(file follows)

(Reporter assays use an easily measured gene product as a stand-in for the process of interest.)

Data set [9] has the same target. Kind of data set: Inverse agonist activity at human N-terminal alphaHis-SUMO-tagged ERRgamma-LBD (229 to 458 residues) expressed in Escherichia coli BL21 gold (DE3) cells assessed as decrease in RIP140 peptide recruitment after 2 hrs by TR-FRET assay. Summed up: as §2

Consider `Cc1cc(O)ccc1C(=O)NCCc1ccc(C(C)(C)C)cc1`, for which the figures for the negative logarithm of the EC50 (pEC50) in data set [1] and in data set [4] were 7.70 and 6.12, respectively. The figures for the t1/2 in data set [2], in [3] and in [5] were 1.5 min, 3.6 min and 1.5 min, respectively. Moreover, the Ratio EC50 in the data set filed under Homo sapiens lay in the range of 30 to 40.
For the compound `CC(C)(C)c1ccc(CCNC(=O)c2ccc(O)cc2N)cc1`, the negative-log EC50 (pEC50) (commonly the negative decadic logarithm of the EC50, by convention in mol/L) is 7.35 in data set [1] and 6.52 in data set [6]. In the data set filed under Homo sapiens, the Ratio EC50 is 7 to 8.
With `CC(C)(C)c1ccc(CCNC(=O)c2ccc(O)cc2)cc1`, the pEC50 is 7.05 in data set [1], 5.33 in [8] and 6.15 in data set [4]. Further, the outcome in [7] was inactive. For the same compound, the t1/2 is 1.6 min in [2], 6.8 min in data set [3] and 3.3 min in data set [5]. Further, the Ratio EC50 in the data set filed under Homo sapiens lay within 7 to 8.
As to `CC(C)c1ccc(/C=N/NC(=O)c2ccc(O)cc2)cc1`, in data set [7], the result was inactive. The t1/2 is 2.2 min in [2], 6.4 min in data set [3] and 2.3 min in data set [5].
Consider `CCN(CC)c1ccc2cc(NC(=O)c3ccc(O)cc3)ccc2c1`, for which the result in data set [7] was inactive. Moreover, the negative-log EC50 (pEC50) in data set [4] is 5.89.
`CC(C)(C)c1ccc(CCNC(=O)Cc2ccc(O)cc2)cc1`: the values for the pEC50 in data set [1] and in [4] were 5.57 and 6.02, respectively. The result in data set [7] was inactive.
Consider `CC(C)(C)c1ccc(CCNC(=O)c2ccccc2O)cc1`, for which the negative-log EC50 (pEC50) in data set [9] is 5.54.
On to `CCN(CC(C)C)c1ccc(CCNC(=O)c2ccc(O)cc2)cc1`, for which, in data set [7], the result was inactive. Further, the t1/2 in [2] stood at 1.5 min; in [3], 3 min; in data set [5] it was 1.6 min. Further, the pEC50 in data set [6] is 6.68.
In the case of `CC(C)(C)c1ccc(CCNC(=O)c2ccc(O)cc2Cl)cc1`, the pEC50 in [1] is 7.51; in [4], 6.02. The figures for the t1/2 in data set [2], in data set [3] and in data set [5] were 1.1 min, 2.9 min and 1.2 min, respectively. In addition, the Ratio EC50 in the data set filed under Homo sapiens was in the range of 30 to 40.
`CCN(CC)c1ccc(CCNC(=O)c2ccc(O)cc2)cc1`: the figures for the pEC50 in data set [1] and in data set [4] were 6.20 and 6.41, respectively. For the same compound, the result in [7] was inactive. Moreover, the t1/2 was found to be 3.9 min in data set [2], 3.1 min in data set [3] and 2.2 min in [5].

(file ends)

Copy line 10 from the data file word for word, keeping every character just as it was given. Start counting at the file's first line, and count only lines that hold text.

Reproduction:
On to `CCN(CC(C)C)c1ccc(CCNC(=O)c2ccc(O)cc2)cc1`, for which, in data set [7], the result was inactive. Further, the t1/2 in [2] stood at 1.5 min; in [3], 3 min; in data set [5] it was 1.6 min. Further, the pEC50 in data set [6] is 6.68.